jjl - 3/2/2005 7:20 PM
'Course not. But net CO2 emissions are what count.
My own view (and that of most climatologists) is that fairly catastrophic climate change will happen in the next 30-100 years. Our children and grandchildren will curse us for it.
I agree, jjl. I think that a major part of the problem of convincing the public of the gravity of the problem (aside from politicians and some powerful companies being intentionally misleading) is that the evidence along any one line of inquiry is not necessarily compelling.
Take atmospheric temperature. It is very variable on every scale of measurement. Only by some pretty intensive filtering and data transformations can a trend be demonstrated over wide areas. Also, we have a fairly short direct record of atmospheric temps. So it is easy to argue that there isn't enough data sufficiently compelling to force radical change.
My own understanding is just that and I agree with the single line of data argument against making fundamental drastic change just on the temperature argument. But guess what folks, air temp alone does not a sound theory make. There are an awful lot of other lines of evidence that all point to a warming trend. Many of these lines of evidence are completely independent of each other. Like rings in coral reefs and mollusc shells. Tree rings and ice layers in glaciers around the globe. All of these converge, whether fossil or recent, onan historically (geologically speaking) radical increase in global temp.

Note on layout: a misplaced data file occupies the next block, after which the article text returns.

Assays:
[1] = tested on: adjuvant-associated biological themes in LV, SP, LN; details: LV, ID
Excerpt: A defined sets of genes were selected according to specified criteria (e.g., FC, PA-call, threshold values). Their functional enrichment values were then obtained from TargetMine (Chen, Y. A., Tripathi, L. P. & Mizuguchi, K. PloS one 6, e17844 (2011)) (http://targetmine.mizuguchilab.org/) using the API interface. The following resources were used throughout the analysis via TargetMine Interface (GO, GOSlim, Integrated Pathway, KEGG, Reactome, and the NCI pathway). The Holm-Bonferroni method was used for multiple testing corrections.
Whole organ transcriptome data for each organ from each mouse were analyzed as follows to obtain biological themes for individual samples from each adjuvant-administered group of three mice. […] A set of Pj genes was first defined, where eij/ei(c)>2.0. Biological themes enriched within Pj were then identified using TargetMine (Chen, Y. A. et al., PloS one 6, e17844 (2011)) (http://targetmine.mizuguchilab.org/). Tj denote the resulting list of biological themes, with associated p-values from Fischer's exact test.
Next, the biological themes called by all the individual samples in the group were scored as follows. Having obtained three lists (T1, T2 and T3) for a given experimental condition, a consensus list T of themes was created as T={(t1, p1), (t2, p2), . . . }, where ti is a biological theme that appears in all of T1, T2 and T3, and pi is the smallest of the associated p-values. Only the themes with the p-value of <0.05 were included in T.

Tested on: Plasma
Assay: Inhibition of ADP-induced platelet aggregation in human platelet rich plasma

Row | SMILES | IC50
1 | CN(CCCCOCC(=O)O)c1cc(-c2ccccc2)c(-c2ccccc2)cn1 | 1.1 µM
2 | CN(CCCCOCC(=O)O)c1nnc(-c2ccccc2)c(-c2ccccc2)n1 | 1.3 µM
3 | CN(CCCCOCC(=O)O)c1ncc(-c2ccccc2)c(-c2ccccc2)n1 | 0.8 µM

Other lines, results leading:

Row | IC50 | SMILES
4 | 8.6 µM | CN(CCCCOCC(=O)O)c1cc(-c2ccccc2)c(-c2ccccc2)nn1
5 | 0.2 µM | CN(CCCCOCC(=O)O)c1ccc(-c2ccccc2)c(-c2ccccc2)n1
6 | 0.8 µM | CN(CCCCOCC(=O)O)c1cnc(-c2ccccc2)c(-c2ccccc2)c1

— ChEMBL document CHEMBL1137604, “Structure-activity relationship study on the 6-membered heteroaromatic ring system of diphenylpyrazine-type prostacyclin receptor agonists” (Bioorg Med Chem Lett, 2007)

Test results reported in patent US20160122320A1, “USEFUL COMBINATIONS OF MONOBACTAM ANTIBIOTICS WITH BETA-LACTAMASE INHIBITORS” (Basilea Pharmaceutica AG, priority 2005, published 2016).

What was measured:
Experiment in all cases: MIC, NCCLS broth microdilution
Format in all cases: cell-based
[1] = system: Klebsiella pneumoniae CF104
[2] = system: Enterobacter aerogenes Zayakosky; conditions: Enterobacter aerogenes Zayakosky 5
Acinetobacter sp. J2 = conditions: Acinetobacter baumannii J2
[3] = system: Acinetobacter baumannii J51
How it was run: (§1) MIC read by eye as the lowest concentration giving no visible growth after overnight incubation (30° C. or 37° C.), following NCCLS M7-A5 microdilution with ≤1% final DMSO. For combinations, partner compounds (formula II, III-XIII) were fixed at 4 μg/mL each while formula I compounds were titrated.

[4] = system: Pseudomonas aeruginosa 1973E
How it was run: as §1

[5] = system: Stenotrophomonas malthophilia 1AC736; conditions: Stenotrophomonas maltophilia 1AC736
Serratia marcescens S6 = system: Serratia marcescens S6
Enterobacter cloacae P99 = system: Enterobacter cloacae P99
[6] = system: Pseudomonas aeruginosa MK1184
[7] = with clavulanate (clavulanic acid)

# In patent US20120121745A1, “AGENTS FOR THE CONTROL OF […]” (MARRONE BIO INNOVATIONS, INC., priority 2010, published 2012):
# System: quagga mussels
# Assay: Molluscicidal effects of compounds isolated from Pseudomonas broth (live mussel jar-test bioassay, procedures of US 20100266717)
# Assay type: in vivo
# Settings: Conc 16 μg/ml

Atmospheric gass comparisons from fossil gas (air bubbles in glaciers, isotope ratios in various sedimentary formations) all correlate with the growth studies and point to massive changes in CO2 as the likely cause.
Again, not one of these sources alone is sufficiently compelling to force consideration of modifying our lives. But taken together, they all point to roughly teh same conclusion over the same timespan.
Even Prez Bush is coming around (kicking, screaming, struggling...).
It hasn't quite become an objective fact, but it is such a compelling correlation that very few scientists who actually study these phenomena dispute the predictions that jjl provides.